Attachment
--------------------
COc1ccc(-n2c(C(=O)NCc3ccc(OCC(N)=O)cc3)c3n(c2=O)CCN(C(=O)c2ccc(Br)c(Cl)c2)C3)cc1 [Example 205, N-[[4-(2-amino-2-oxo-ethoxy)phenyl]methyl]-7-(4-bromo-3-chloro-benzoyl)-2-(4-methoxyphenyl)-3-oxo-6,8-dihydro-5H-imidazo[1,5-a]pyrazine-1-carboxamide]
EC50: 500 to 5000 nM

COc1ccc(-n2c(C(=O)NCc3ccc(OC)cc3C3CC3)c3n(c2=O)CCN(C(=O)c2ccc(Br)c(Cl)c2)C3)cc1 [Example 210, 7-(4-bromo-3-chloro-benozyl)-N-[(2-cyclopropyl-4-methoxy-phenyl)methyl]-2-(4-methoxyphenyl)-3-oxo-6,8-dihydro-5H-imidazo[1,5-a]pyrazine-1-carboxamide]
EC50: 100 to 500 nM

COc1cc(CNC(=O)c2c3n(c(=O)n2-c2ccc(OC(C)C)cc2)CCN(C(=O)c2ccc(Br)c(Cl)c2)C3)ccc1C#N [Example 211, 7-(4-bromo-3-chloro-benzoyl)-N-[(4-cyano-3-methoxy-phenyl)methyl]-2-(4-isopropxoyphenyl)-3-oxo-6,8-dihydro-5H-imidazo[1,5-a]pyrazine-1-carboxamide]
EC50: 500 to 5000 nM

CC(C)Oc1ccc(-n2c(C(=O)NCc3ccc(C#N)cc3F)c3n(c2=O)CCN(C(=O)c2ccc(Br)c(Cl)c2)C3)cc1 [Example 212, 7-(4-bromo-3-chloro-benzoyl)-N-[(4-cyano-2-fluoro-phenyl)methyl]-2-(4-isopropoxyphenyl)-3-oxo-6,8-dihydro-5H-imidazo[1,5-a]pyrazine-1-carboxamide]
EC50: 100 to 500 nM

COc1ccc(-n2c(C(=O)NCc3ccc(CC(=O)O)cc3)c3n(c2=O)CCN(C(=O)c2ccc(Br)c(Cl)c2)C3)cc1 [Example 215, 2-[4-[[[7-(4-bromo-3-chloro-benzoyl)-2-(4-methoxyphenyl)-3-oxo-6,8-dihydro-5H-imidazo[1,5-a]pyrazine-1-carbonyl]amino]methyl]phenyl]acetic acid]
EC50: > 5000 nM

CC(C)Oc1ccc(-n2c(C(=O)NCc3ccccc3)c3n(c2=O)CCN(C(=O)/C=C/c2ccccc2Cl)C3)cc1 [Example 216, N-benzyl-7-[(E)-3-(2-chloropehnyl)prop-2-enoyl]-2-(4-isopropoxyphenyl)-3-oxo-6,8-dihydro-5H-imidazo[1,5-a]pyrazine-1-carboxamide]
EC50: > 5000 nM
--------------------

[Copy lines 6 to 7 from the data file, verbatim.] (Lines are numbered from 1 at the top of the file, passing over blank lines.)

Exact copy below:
EC50: 500 to 5000 nM

CC(C)Oc1ccc(-n2c(C(=O)NCc3ccc(C#N)cc3F)c3n(c2=O)CCN(C(=O)c2ccc(Br)c(Cl)c2)C3)cc1 [Example 212, 7-(4-bromo-3-chloro-benzoyl)-N-[(4-cyano-2-fluoro-phenyl)methyl]-2-(4-isopropoxyphenyl)-3-oxo-6,8-dihydro-5H-imidazo[1,5-a]pyrazine-1-carboxamide]